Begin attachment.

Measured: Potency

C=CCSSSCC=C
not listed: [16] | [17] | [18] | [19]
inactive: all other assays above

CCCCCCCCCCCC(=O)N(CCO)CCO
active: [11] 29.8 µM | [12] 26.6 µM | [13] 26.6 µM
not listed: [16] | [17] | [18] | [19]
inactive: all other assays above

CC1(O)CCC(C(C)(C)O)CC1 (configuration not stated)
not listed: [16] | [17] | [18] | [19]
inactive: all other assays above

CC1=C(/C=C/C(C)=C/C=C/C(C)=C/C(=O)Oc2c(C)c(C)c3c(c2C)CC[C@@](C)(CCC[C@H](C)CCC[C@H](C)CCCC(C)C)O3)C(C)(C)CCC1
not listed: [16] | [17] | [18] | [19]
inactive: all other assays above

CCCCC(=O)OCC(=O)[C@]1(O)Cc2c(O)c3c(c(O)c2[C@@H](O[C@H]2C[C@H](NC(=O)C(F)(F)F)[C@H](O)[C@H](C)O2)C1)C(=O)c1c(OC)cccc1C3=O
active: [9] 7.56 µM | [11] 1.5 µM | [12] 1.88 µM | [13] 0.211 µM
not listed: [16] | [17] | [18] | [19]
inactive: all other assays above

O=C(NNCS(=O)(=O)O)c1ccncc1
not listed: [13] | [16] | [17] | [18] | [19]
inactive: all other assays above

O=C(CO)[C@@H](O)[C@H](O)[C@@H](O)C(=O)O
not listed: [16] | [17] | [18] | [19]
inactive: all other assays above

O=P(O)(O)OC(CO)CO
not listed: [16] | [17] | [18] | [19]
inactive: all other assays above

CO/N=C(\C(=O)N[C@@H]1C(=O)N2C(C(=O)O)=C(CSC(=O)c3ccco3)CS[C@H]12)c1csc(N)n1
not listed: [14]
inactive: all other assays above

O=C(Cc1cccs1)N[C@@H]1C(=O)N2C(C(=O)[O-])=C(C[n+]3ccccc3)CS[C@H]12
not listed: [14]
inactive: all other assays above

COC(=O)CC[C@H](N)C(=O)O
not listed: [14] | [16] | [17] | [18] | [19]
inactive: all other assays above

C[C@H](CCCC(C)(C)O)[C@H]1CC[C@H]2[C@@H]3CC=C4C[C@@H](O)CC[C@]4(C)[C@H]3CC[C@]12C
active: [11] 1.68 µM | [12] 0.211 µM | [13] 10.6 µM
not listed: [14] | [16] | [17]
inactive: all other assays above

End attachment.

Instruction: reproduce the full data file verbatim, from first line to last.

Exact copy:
Measured: Potency

C=CCSSSCC=C
not listed: [16] | [17] | [18] | [19]
inactive: all other assays above

CCCCCCCCCCCC(=O)N(CCO)CCO
active: [11] 29.8 µM | [12] 26.6 µM | [13] 26.6 µM
not listed: [16] | [17] | [18] | [19]
inactive: all other assays above

CC1(O)CCC(C(C)(C)O)CC1 (configuration not stated)
not listed: [16] | [17] | [18] | [19]
inactive: all other assays above

CC1=C(/C=C/C(C)=C/C=C/C(C)=C/C(=O)Oc2c(C)c(C)c3c(c2C)CC[C@@](C)(CCC[C@H](C)CCC[C@H](C)CCCC(C)C)O3)C(C)(C)CCC1
not listed: [16] | [17] | [18] | [19]
inactive: all other assays above

CCCCC(=O)OCC(=O)[C@]1(O)Cc2c(O)c3c(c(O)c2[C@@H](O[C@H]2C[C@H](NC(=O)C(F)(F)F)[C@H](O)[C@H](C)O2)C1)C(=O)c1c(OC)cccc1C3=O
active: [9] 7.56 µM | [11] 1.5 µM | [12] 1.88 µM | [13] 0.211 µM
not listed: [16] | [17] | [18] | [19]
inactive: all other assays above

O=C(NNCS(=O)(=O)O)c1ccncc1
not listed: [13] | [16] | [17] | [18] | [19]
inactive: all other assays above

O=C(CO)[C@@H](O)[C@H](O)[C@@H](O)C(=O)O
not listed: [16] | [17] | [18] | [19]
inactive: all other assays above

O=P(O)(O)OC(CO)CO
not listed: [16] | [17] | [18] | [19]
inactive: all other assays above

CO/N=C(\C(=O)N[C@@H]1C(=O)N2C(C(=O)O)=C(CSC(=O)c3ccco3)CS[C@H]12)c1csc(N)n1
not listed: [14]
inactive: all other assays above

O=C(Cc1cccs1)N[C@@H]1C(=O)N2C(C(=O)[O-])=C(C[n+]3ccccc3)CS[C@H]12
not listed: [14]
inactive: all other assays above

COC(=O)CC[C@H](N)C(=O)O
not listed: [14] | [16] | [17] | [18] | [19]
inactive: all other assays above

C[C@H](CCCC(C)(C)O)[C@H]1CC[C@H]2[C@@H]3CC=C4C[C@@H](O)CC[C@]4(C)[C@H]3CC[C@]12C
active: [11] 1.68 µM | [12] 0.211 µM | [13] 10.6 µM
not listed: [14] | [16] | [17]
inactive: all other assays above